Tears of a clown
By Kyle Eustice
Rarely do face paint and hardcore rap seamlessly fit together, but for Kansas City’s Tech N9ne, it’s been his steez for the past two decades. The self-proclaimed “weirdo rapper” deals in fallen angels and other dark material that places him worlds apart from other MCs. It’s not all about bling, bitches or Bentleys—he rhymes like he’s narrating a horror film. Tech’s style murders the competition by combining wicked, tricky wordplay, melodic hooks and incredibly speedy rap. But the most impressive thing about Tech N9ne isn’t his music—it’s his work ethic.
“I’ve been dicked around so many times by major labels for years. I’ve been through a lot of record deals and nobody could do what I wanted,” Tech says. “Who better to do you than you?”
Withstanding the rap industry’s immense pressure to sign with a major label, he decided to keep it local and started the Strange Music label. Run by Tech and manager Travis O’Guin, Strange Music has put out seven Tech N9ne albums to date. In September 2008, sales crossed the 1 million mark without the aid of bigwigs (and their big money), video or radio.
“We can do it better than anybody,” Tech says. “Even with my clown face painted and everybody calling me crazy, I would still be No. 1 if I had all those executives backing me. But until we play their game, we’re going to continue blowing this underground up.”
If Tech N9ne’s Rock the Bells performance in Colorado this August was any indication of his intentions to keep being the king of the underground’s darkest reaches, then all hail Tech. His energy, along with fellow MCs Krizz Kaliko and Kutt Calhoun, was so infectious that it ricocheted throughout the entire crowd until people were jumping out of their seats. From “Einstein” to “Caribou Lou,” Tech kept the momentum going by balancing old classics and new singles.
“I had no idea the negative energy would effect me like it did. I was deep in a hole. ... I’ll never make an album like this again.”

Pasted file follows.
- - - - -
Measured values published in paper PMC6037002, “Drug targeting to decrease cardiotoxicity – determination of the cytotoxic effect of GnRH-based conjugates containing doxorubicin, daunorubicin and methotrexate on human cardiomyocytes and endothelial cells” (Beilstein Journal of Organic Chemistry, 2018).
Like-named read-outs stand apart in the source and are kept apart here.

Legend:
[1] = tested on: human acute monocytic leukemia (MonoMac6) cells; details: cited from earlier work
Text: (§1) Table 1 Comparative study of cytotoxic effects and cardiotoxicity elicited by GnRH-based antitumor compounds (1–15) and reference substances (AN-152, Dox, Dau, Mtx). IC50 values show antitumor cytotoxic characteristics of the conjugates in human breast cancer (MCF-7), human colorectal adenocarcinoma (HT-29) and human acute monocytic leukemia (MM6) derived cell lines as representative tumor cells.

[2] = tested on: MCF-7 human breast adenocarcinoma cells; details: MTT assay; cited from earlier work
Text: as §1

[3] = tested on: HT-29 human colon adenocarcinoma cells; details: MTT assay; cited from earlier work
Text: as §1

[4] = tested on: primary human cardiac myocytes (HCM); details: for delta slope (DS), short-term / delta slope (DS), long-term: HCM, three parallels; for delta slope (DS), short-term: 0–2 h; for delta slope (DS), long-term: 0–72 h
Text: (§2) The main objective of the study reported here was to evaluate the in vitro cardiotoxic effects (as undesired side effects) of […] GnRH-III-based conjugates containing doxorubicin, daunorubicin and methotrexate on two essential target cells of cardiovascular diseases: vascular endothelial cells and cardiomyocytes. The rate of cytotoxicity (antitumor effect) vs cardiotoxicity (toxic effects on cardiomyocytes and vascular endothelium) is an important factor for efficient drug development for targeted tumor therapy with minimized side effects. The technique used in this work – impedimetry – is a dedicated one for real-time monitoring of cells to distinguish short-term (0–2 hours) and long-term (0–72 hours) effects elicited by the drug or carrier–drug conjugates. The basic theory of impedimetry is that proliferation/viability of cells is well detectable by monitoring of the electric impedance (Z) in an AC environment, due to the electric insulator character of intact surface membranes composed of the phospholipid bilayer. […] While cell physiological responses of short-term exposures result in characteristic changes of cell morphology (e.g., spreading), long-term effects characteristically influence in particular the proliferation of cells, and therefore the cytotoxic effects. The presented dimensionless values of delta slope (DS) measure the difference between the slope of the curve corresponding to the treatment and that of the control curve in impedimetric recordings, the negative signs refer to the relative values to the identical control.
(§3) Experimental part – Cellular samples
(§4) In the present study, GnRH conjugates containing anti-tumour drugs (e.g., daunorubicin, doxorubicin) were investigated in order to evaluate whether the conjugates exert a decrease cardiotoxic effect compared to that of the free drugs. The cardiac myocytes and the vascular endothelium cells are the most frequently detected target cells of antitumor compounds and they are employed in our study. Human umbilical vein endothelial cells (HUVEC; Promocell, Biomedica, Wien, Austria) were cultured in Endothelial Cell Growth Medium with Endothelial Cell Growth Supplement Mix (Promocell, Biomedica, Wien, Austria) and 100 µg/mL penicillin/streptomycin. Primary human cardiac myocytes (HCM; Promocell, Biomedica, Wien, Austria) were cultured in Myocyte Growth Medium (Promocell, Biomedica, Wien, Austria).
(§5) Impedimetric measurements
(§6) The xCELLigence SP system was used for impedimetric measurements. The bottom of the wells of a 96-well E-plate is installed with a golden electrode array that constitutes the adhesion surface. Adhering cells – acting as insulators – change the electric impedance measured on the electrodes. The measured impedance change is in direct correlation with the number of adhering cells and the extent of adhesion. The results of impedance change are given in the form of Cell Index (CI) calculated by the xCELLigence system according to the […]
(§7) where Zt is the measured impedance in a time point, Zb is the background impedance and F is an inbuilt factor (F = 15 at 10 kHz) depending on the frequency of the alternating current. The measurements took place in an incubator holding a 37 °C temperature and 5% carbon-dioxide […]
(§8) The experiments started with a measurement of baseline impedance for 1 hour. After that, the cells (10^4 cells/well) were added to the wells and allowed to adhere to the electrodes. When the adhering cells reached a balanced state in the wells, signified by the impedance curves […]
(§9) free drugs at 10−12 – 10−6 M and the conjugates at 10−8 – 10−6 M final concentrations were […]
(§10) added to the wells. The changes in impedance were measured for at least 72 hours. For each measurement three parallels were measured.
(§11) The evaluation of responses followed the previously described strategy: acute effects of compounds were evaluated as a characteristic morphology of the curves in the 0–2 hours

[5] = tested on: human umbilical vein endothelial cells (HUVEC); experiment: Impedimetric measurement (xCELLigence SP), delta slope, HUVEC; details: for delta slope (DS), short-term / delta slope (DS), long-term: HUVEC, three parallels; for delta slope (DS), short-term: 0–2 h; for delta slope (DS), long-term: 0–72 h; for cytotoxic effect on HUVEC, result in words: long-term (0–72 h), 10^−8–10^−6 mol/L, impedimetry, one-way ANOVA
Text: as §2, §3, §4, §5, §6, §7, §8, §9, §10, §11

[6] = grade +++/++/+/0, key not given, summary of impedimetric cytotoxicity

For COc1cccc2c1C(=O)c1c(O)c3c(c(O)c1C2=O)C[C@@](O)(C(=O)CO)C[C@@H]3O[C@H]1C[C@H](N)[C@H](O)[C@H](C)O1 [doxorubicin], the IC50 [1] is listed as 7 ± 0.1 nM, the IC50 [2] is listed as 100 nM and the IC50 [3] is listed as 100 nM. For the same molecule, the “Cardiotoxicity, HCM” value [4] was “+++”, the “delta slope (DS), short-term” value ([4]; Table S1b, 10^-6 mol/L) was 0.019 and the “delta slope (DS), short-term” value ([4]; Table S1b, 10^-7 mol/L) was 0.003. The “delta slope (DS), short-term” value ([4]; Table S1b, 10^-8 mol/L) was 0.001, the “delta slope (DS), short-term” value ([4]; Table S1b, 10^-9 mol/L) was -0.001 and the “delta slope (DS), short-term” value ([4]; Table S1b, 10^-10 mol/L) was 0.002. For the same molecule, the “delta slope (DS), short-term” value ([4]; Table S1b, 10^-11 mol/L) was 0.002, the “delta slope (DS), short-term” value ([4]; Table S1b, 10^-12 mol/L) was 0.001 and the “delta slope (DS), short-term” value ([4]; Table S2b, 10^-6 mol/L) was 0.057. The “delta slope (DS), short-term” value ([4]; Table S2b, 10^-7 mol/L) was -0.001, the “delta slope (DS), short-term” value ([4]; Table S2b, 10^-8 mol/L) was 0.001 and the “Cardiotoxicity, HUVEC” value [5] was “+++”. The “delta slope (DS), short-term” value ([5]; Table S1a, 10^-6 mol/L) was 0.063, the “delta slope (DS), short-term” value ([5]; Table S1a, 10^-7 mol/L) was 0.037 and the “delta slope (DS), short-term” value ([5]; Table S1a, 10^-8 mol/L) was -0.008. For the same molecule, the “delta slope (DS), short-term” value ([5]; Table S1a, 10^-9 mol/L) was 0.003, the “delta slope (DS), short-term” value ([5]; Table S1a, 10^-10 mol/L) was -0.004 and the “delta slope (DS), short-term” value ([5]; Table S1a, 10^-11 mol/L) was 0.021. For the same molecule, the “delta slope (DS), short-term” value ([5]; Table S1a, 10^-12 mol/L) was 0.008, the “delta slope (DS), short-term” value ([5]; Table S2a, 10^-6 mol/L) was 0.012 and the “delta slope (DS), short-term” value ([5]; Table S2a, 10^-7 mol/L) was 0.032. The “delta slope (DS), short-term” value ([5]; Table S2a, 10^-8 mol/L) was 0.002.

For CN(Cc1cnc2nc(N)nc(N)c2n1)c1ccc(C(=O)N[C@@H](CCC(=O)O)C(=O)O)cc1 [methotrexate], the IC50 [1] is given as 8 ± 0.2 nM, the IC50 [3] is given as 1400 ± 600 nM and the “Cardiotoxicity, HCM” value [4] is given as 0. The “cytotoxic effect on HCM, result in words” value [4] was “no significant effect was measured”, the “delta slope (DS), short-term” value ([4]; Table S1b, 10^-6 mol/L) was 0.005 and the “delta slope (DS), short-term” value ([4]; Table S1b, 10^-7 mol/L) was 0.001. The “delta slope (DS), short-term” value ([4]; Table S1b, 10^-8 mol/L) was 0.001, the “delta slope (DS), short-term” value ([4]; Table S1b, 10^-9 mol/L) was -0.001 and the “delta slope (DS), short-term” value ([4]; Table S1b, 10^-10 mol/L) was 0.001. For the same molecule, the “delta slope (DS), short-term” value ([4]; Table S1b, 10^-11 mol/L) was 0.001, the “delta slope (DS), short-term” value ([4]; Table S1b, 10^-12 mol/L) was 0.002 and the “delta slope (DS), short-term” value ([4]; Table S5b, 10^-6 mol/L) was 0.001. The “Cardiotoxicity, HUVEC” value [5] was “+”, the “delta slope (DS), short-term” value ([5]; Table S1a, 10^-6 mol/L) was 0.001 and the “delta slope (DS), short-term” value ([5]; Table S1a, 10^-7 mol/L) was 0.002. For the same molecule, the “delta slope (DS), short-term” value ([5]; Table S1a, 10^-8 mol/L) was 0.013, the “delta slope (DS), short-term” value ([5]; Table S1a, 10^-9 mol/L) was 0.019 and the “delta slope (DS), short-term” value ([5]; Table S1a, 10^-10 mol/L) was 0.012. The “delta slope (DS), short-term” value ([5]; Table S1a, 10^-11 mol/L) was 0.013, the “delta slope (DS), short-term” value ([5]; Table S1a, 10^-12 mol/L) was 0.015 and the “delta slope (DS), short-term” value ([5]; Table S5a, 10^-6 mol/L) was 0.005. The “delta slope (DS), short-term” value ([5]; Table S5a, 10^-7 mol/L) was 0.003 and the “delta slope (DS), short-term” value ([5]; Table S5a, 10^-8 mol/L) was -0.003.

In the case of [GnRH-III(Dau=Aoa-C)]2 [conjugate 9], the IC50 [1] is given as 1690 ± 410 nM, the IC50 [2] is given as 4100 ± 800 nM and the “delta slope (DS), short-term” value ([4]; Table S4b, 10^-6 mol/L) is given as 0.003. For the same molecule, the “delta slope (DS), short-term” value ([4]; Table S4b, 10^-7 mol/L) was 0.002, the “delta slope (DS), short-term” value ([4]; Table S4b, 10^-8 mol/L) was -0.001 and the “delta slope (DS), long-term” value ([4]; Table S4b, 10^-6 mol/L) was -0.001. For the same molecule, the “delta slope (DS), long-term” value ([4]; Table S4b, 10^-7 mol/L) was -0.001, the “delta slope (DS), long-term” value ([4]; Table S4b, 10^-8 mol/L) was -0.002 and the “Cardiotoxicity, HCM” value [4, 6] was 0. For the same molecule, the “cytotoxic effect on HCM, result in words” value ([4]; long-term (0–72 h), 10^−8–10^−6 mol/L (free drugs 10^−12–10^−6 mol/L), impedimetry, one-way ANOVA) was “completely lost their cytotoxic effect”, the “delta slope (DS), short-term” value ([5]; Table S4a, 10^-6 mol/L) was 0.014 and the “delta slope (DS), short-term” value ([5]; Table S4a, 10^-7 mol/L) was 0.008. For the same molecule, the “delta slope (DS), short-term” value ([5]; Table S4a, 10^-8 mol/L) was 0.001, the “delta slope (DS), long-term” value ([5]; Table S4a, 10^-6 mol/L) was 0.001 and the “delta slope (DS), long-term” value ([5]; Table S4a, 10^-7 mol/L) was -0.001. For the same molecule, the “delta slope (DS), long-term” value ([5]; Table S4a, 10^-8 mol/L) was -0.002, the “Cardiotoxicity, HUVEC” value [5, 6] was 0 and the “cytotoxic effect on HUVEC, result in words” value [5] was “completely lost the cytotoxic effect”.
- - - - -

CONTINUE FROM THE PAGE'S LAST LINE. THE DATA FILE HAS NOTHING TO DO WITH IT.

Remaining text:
K.O.D., Tech’s sixth solo album, is slated for release on Oct. 27. It contains some of his most sinister material to date, which he says he really struggled with both during and after the recording process.
“This album is different because on past releases, there were only sections of darkness. This one is completely dark,” he says. “I had no idea the negative energy would effect me like it did. I was deep in a hole. It had me sulking and falling out with everybody around me.”
While the music is beautifully composed, the ominous nature of each track is painfully clear. The bulk of the lyrics touch on his mother’s illness, spiritual doubt and a constant internal struggle with his own demons.
“I made a mistake. I’ll never make an album like this again,” he confesses. “On the next one, I’m going to try to keep it light.”
In the meantime, Tech is rolling three-
“When I go to these smalls towns and nobody knows who I am, that’s when I feel like I still have a lot of work to do,” he says. “My goal is to get my music to the rest of the world. I will tread every piece of this earth until I do it.”
With Krizz Kaliko, Kutt Calhoun, Big Scoob, Slaughterhouse, Stevie Stone and Glasses Malone
Wednesday, Oct. 28, 7:30 p.m.
120 Central SW
Tickets: $27.50 through holdmyticket.com, all-ages
For their seventh studio album, Lift a Sail, Yellowcard had a simple but ambitious goal: to outdo everything they’d ever done before. The guitars and drums had to hit harder; the songwriting had to cut deeper; the choruses had to reach heights only hinted at on their previous outings. Frontman Ryan Key believes he and his bandmates—guitarist Ryan Mendez, violinist Sean Mackin, bassist Josh Portman and guest drummer Nate Young (Anberlin)—succeeded on all those fronts. “We really feel like we got where we wanted to be, and made a proper rock ‘n’ roll record,” Key says proudly.
Alex Culbreth at Adobe Bar at the Historic Taos Inn
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